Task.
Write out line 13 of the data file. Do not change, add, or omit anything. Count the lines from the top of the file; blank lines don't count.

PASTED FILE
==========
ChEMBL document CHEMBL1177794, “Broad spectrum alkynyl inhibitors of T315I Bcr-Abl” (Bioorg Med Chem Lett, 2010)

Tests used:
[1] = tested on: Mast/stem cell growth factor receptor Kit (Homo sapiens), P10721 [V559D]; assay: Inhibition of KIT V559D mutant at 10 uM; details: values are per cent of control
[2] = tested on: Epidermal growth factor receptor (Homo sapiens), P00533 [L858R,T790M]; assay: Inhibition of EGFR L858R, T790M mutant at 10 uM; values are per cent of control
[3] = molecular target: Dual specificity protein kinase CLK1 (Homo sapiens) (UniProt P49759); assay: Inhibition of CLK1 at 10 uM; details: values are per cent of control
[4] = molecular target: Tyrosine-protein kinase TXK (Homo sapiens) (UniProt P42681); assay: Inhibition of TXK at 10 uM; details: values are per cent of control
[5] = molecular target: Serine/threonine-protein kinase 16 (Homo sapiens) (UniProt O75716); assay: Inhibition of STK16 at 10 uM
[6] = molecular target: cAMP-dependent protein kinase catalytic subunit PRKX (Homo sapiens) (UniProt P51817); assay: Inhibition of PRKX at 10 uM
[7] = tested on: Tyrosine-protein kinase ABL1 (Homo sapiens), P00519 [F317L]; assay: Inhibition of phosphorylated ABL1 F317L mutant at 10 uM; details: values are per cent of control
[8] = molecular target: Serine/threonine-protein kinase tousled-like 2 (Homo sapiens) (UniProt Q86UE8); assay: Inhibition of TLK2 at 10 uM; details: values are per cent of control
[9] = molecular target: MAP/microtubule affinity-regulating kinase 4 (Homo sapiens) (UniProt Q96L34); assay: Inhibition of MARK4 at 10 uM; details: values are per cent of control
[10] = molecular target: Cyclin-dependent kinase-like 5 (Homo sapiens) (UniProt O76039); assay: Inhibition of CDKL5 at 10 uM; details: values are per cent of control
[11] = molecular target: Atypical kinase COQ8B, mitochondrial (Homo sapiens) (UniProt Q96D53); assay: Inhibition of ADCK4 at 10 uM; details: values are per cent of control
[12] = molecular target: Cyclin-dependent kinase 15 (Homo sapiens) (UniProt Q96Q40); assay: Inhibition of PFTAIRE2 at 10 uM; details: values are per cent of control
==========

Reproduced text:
[11] = molecular target: Atypical kinase COQ8B, mitochondrial (Homo sapiens) (UniProt Q96D53); assay: Inhibition of ADCK4 at 10 uM; details: values are per cent of control